In acknowledgment of the centennial birthday of Orson Welles….the celebration of a lifetime of amazements in film, stage, radio and television.
Taken from welleswoodstock.com:
“Orson Welles graced the stage and screen with his rich baritone voice, deeply intense eyes and a passion that filled his large physique. He was a magician, actor, director and producer who will long be remembered as one of the greatest filmmakers ever.”
“Born in Kenosha on May 6, 1915, he was well-bred, learning music, theater and art as a child. But his childhood was far from perfect. His parents divorced and his mother died when he was just 8. Three years later, in 1926, his father enrolled him at the Todd School for Boys in Woodstock, Illinois.”
“It was in Woodstock where Welles spent his formative years under the direction of his teacher, mentor and lifelong friend, Headmaster Roger Hill. By the time he left the town in 1934, he was ready to embark on one of the most incredible radio/theater/film careers of the 20th century. That career included frightening a nationwide radio audience with his rendition of War of the Worlds in 1938 and creating what many consider the greatest film of all time, Citizen Kane, in 1941. Welles died in Hollywood on Oct. 10, 1985″.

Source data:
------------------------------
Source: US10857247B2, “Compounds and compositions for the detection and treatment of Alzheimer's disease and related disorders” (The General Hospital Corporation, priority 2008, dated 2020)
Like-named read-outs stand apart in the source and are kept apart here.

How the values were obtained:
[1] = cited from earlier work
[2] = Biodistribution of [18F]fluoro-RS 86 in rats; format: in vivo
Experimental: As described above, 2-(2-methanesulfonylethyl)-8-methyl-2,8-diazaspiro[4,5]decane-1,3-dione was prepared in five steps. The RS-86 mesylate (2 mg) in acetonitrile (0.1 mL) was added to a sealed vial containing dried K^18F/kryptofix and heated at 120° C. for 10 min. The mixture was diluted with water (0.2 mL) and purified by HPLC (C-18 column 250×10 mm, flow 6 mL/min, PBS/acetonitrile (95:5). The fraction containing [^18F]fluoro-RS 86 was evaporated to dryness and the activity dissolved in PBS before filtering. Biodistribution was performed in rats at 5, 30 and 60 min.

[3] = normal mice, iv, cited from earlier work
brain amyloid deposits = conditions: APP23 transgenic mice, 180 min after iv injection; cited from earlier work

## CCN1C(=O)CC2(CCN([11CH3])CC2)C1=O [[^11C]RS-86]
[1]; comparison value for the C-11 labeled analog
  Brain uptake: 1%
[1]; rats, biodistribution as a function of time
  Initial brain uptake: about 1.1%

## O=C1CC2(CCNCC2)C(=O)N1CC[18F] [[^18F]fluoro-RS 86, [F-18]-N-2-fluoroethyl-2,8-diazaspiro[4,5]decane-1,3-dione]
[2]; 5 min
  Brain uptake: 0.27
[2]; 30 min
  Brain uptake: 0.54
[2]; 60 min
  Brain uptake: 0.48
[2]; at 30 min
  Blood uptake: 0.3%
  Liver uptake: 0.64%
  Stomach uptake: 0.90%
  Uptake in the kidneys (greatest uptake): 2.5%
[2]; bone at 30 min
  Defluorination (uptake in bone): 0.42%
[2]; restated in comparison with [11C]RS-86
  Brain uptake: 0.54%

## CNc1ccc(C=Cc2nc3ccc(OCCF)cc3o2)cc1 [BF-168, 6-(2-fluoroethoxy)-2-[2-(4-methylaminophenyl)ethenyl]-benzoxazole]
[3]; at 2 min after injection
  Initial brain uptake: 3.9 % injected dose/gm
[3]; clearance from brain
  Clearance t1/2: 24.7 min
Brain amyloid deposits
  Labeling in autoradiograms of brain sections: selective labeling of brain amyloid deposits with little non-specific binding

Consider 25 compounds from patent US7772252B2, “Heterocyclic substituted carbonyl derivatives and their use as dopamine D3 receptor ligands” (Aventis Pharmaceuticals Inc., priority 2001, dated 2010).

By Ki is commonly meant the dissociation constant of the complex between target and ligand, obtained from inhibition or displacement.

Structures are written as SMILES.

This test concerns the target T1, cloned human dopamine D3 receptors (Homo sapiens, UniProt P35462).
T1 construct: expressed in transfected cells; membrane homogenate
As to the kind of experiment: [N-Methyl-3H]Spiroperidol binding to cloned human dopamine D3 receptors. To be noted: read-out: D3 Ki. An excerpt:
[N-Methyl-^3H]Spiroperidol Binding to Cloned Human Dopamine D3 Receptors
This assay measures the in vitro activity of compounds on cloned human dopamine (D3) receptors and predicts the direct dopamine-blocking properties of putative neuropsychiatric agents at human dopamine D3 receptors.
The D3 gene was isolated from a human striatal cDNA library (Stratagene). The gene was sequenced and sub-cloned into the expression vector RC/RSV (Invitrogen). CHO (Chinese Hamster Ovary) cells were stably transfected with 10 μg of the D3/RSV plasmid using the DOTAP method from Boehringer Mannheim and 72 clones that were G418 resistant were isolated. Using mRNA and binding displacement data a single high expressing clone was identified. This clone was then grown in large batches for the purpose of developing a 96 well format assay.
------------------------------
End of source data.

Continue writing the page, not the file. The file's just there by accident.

“One day I shall leave all this behind me, go back to Todd and give full rein to my ideas. That’s when life will really begin for me.” -Orson Welles
In honor of his 100th birthday, I am proud to be part of the Orson Welles Centennial Festival held in Woodstock, Illinois. With that said, a mere visual tribute to Orson Welles…
Consider with appreciation the life and accomplishments of the iconic Orson Welles. A legend that will endure to inspire with amazement, indeed…
“The enemy of art is the absence of limitations” -Orson Welles
“Like a wax-flower tree under a bell of glass, in the paisley and gingham county of McHenry in Woodstock, grand capital of Mid-Victorianism in the Middle west. Gorgeous over a square full of Civil War monuments and band-stands in this flossy little township is the edifice in the picture. This very rustic and rusticated thing is a government office building, a public library, a fire department, and what is more to our purpose, a real old honest-to-horse-hair Opera House. ..”
-Orson Welles, penned in a letter,1934
PS: Introducing…Citizen Green. Our own Orson Welles Centennial Festival beer!